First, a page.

There is no doubt that the artist can only win recognition before posterity in the first and the last place through his works, but it is equally doubtless that if literary history thinks in a truly historical kind of way, the life of a writer must also be seen as one of his works: the writer is not only the paper printed full of text, he is also the symbolic flower and fruit of history, his body, his illnesses, his human struggles are works no less than his poems or his plays.
I produced a list of the six most popular basic themes to be found in lyrical poetry, ranking them, as I went along, in order of frequency. These were the candidates: 1. You are beautiful and I love you; 2. You don’t love me; 3. I don’t love you; 4. I am immortal; 5. Carpe diem; 6. The changes of the seasons.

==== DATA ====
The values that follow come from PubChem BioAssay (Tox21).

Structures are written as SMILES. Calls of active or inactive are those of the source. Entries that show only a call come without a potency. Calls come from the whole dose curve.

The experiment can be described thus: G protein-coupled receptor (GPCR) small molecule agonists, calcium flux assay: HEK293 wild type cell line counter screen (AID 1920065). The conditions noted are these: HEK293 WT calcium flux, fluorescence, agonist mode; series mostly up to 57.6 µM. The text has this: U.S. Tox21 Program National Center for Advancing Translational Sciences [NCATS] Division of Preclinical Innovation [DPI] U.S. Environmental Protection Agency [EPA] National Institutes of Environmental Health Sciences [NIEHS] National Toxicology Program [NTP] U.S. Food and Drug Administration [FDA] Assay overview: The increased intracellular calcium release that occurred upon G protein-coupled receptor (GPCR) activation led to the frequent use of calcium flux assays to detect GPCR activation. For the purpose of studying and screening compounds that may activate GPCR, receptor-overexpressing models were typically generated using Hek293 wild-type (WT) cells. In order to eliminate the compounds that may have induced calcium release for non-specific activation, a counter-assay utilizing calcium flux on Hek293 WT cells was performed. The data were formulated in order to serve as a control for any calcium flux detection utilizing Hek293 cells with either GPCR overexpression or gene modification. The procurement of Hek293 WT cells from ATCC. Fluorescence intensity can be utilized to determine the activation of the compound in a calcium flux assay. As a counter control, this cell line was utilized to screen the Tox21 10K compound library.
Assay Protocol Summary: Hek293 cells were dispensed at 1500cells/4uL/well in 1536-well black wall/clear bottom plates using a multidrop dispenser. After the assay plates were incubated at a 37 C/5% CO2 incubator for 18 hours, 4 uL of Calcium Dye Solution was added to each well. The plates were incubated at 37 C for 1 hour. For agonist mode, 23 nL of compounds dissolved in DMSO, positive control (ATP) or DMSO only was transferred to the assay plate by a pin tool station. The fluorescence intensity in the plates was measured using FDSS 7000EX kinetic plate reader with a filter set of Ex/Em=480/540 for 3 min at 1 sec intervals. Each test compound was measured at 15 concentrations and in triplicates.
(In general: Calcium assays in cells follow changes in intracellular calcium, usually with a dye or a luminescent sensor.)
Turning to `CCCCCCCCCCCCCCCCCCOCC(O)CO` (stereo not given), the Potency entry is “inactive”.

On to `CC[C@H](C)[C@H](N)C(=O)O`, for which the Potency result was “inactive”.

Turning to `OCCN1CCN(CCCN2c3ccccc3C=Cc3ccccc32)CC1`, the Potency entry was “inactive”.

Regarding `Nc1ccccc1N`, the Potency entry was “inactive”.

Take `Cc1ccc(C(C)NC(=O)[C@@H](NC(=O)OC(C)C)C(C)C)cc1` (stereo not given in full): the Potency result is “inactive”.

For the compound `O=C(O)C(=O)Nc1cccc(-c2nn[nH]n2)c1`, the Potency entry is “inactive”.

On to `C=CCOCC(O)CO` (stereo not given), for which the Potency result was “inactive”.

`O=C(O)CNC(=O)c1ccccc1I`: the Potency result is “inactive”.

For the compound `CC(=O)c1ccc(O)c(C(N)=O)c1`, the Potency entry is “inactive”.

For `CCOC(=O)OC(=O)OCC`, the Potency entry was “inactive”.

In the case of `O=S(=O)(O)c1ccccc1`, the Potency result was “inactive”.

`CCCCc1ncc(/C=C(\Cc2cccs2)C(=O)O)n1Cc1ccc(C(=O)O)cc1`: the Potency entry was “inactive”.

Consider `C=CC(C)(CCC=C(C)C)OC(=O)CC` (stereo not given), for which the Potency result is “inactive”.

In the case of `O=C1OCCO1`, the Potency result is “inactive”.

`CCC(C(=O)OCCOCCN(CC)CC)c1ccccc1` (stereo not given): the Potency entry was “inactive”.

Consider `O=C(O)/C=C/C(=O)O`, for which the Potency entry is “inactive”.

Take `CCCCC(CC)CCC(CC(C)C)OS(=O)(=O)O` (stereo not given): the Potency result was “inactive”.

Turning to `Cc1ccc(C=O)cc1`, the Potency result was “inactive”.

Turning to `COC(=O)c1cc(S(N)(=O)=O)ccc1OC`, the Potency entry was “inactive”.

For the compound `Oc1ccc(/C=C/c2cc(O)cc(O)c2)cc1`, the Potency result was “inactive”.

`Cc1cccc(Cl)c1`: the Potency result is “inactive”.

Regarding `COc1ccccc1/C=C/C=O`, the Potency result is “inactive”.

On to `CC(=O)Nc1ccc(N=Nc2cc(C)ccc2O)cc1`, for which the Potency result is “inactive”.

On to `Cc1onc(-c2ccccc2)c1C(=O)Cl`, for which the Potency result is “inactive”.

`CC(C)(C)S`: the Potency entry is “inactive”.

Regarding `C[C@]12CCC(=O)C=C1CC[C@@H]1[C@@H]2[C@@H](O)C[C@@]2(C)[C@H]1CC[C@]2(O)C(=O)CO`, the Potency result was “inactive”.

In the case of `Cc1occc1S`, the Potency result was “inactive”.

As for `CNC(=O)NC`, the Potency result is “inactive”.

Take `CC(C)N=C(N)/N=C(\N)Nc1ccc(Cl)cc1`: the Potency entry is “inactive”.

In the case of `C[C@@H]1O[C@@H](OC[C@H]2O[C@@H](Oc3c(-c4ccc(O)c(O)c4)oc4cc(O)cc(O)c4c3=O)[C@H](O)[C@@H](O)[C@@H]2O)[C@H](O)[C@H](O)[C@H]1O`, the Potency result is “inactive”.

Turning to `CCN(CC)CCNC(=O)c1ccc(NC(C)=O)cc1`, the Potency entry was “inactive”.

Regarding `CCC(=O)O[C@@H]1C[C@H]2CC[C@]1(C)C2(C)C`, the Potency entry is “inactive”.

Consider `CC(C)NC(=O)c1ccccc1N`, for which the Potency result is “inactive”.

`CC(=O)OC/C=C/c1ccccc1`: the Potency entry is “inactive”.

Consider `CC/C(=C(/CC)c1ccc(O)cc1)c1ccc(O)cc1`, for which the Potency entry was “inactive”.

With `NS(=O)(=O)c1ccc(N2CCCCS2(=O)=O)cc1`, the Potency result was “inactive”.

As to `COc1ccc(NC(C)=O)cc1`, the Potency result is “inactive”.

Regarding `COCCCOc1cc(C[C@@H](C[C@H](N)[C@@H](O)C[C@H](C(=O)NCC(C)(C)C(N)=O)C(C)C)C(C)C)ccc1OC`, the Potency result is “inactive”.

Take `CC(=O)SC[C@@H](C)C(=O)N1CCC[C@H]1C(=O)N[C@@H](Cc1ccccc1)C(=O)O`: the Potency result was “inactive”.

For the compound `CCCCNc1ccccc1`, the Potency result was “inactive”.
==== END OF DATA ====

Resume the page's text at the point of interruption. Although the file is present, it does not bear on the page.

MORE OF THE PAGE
In 1958, somebody - the name is unimportant - his face beaming, tells his wife that it says in the newspaper Jóska Gáli has been sentenced to death, that is the József Gáli who was later to make a name for himself as a translator, whom his friend had last seen fourteen years before, when they were being herded into railroad trucks. The wife asks why he is so happy that Jóska Gáli has been sentenced to death. Answer: because that means he is alive!